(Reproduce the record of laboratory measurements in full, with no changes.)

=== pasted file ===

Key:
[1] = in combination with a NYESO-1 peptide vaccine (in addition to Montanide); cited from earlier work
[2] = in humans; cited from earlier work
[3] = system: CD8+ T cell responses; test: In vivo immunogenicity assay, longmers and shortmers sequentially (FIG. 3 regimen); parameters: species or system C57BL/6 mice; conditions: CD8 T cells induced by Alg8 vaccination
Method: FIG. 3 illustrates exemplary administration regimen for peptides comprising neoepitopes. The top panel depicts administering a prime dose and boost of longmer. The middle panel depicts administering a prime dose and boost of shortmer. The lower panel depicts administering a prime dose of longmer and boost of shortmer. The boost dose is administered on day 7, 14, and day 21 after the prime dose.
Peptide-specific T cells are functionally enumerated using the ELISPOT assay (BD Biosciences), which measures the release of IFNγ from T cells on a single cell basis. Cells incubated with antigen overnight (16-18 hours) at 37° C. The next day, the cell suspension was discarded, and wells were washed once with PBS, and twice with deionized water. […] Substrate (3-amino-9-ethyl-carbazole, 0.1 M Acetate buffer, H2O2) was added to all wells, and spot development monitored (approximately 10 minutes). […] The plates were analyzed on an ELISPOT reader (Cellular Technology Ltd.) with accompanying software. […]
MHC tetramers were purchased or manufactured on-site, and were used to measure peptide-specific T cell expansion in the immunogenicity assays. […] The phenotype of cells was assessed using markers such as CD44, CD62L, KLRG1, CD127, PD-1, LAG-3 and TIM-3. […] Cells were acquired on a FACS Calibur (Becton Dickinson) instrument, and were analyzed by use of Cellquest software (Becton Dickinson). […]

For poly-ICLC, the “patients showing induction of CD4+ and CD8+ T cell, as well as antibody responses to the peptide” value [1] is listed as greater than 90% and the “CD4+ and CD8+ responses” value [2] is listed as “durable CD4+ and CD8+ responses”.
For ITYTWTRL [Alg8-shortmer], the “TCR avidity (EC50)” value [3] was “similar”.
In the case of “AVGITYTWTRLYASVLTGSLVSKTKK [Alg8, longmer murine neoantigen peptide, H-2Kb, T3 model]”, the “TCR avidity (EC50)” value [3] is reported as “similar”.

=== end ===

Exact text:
Key:
[1] = in combination with a NYESO-1 peptide vaccine (in addition to Montanide); cited from earlier work
[2] = in humans; cited from earlier work
[3] = system: CD8+ T cell responses; test: In vivo immunogenicity assay, longmers and shortmers sequentially (FIG. 3 regimen); parameters: species or system C57BL/6 mice; conditions: CD8 T cells induced by Alg8 vaccination
Method: FIG. 3 illustrates exemplary administration regimen for peptides comprising neoepitopes. The top panel depicts administering a prime dose and boost of longmer. The middle panel depicts administering a prime dose and boost of shortmer. The lower panel depicts administering a prime dose of longmer and boost of shortmer. The boost dose is administered on day 7, 14, and day 21 after the prime dose.
Peptide-specific T cells are functionally enumerated using the ELISPOT assay (BD Biosciences), which measures the release of IFNγ from T cells on a single cell basis. Cells incubated with antigen overnight (16-18 hours) at 37° C. The next day, the cell suspension was discarded, and wells were washed once with PBS, and twice with deionized water. […] Substrate (3-amino-9-ethyl-carbazole, 0.1 M Acetate buffer, H2O2) was added to all wells, and spot development monitored (approximately 10 minutes). […] The plates were analyzed on an ELISPOT reader (Cellular Technology Ltd.) with accompanying software. […]
MHC tetramers were purchased or manufactured on-site, and were used to measure peptide-specific T cell expansion in the immunogenicity assays. […] The phenotype of cells was assessed using markers such as CD44, CD62L, KLRG1, CD127, PD-1, LAG-3 and TIM-3. […] Cells were acquired on a FACS Calibur (Becton Dickinson) instrument, and were analyzed by use of Cellquest software (Becton Dickinson). […]

For poly-ICLC, the “patients showing induction of CD4+ and CD8+ T cell, as well as antibody responses to the peptide” value [1] is listed as greater than 90% and the “CD4+ and CD8+ responses” value [2] is listed as “durable CD4+ and CD8+ responses”.
For ITYTWTRL [Alg8-shortmer], the “TCR avidity (EC50)” value [3] was “similar”.
In the case of “AVGITYTWTRLYASVLTGSLVSKTKK [Alg8, longmer murine neoantigen peptide, H-2Kb, T3 model]”, the “TCR avidity (EC50)” value [3] is reported as “similar”.